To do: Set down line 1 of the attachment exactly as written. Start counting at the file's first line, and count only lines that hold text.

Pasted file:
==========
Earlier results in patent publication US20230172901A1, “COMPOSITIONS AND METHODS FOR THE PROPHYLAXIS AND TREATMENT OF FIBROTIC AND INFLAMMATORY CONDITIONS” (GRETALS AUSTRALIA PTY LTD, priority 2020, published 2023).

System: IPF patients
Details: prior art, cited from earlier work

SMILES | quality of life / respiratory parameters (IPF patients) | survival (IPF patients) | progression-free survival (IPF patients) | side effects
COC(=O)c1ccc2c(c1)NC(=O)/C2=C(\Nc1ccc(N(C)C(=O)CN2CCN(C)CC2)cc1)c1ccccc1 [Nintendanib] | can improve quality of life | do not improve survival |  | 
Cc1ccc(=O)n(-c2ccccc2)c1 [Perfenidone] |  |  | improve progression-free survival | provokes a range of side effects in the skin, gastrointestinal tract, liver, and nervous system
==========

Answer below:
Earlier results in patent publication US20230172901A1, “COMPOSITIONS AND METHODS FOR THE PROPHYLAXIS AND TREATMENT OF FIBROTIC AND INFLAMMATORY CONDITIONS” (GRETALS AUSTRALIA PTY LTD, priority 2020, published 2023).